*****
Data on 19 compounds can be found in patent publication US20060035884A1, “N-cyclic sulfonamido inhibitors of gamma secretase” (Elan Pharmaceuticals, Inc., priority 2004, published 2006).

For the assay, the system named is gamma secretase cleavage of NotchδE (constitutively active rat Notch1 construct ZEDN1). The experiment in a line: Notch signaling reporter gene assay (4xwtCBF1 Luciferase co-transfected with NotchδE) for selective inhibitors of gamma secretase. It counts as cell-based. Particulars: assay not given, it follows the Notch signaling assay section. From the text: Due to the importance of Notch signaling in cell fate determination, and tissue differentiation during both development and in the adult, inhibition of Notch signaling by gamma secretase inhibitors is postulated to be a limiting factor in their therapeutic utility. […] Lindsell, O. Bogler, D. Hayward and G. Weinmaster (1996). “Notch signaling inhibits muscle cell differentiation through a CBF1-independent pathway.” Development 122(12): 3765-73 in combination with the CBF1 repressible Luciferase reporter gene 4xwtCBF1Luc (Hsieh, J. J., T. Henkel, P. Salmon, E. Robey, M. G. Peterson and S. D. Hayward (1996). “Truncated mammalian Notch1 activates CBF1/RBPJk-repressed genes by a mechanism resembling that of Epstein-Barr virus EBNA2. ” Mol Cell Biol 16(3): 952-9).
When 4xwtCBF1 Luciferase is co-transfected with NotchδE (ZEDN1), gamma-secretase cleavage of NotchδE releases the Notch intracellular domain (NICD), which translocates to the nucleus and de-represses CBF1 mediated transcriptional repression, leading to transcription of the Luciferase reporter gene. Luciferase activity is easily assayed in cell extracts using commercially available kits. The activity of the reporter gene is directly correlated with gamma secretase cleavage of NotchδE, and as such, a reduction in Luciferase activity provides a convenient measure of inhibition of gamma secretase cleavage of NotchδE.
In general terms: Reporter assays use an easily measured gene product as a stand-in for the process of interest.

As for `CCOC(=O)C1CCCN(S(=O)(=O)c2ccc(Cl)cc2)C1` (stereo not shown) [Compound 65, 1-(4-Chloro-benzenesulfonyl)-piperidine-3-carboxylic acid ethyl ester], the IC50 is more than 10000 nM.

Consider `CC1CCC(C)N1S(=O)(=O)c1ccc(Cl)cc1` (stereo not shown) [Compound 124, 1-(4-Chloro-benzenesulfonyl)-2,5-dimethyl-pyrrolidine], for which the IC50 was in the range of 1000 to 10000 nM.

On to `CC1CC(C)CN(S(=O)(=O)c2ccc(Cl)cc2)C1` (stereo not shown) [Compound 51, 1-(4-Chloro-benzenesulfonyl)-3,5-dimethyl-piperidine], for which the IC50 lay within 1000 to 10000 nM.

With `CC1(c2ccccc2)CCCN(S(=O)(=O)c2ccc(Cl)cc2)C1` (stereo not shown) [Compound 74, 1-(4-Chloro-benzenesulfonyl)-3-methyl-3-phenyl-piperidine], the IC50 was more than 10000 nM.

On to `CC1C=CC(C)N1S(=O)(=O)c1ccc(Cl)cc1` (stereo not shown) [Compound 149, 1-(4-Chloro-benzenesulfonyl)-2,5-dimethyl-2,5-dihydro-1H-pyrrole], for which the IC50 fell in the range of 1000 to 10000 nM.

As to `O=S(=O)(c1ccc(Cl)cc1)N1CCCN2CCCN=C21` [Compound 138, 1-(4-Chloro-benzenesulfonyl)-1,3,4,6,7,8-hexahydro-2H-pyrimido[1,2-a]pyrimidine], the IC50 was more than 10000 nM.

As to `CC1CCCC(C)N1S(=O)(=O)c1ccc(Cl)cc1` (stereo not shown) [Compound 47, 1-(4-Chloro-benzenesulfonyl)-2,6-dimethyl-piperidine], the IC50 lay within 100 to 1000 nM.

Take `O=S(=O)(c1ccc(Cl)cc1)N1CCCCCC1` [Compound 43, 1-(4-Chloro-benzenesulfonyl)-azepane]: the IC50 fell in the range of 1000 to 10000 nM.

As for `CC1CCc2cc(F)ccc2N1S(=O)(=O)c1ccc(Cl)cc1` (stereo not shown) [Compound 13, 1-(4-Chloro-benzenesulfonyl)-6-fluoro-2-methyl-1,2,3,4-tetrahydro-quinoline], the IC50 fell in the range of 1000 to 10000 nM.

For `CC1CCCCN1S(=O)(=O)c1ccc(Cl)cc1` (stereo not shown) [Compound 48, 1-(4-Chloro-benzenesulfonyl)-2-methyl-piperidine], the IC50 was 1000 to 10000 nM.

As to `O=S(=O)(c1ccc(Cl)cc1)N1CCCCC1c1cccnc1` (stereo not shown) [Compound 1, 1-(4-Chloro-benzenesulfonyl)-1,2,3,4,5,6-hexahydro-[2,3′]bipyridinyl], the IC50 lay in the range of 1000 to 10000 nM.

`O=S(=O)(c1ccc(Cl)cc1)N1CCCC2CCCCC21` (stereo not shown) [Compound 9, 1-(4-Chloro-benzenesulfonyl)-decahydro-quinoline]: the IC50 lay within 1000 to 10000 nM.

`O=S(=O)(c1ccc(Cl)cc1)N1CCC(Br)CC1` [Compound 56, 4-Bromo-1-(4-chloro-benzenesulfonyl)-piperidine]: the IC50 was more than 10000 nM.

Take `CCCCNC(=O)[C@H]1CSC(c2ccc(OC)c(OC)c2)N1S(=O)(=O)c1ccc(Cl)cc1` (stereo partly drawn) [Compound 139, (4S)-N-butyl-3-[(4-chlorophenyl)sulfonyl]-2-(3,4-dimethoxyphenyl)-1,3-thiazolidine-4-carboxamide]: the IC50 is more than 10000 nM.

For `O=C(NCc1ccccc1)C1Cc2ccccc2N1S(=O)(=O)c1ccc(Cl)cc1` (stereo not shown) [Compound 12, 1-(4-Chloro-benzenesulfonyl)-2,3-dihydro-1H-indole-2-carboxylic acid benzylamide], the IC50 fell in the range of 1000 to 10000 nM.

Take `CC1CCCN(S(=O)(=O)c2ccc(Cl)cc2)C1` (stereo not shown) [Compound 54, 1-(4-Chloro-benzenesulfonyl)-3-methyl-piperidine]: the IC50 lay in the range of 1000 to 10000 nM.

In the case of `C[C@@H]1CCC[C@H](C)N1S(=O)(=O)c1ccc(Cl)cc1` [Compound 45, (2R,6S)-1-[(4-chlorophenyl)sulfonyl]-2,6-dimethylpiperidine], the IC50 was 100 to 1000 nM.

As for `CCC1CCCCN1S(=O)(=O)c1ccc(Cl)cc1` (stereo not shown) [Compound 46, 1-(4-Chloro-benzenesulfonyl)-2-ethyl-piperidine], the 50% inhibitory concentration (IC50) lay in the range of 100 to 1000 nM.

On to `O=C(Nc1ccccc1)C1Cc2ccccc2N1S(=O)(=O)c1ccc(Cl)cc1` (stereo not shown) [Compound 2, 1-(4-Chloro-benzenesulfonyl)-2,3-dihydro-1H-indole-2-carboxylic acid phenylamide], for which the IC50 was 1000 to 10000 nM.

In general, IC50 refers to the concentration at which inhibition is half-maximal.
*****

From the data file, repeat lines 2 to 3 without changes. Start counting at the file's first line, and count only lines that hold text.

For the assay, the system named is gamma secretase cleavage of NotchδE (constitutively active rat Notch1 construct ZEDN1). The experiment in a line: Notch signaling reporter gene assay (4xwtCBF1 Luciferase co-transfected with NotchδE) for selective inhibitors of gamma secretase. It counts as cell-based. Particulars: assay not given, it follows the Notch signaling assay section. From the text: Due to the importance of Notch signaling in cell fate determination, and tissue differentiation during both development and in the adult, inhibition of Notch signaling by gamma secretase inhibitors is postulated to be a limiting factor in their therapeutic utility. […] Lindsell, O. Bogler, D. Hayward and G. Weinmaster (1996). “Notch signaling inhibits muscle cell differentiation through a CBF1-independent pathway.” Development 122(12): 3765-73 in combination with the CBF1 repressible Luciferase reporter gene 4xwtCBF1Luc (Hsieh, J. J., T. Henkel, P. Salmon, E. Robey, M. G. Peterson and S. D. Hayward (1996). “Truncated mammalian Notch1 activates CBF1/RBPJk-repressed genes by a mechanism resembling that of Epstein-Barr virus EBNA2. ” Mol Cell Biol 16(3): 952-9).
When 4xwtCBF1 Luciferase is co-transfected with NotchδE (ZEDN1), gamma-secretase cleavage of NotchδE releases the Notch intracellular domain (NICD), which translocates to the nucleus and de-represses CBF1 mediated transcriptional repression, leading to transcription of the Luciferase reporter gene. Luciferase activity is easily assayed in cell extracts using commercially available kits. The activity of the reporter gene is directly correlated with gamma secretase cleavage of NotchδE, and as such, a reduction in Luciferase activity provides a convenient measure of inhibition of gamma secretase cleavage of NotchδE.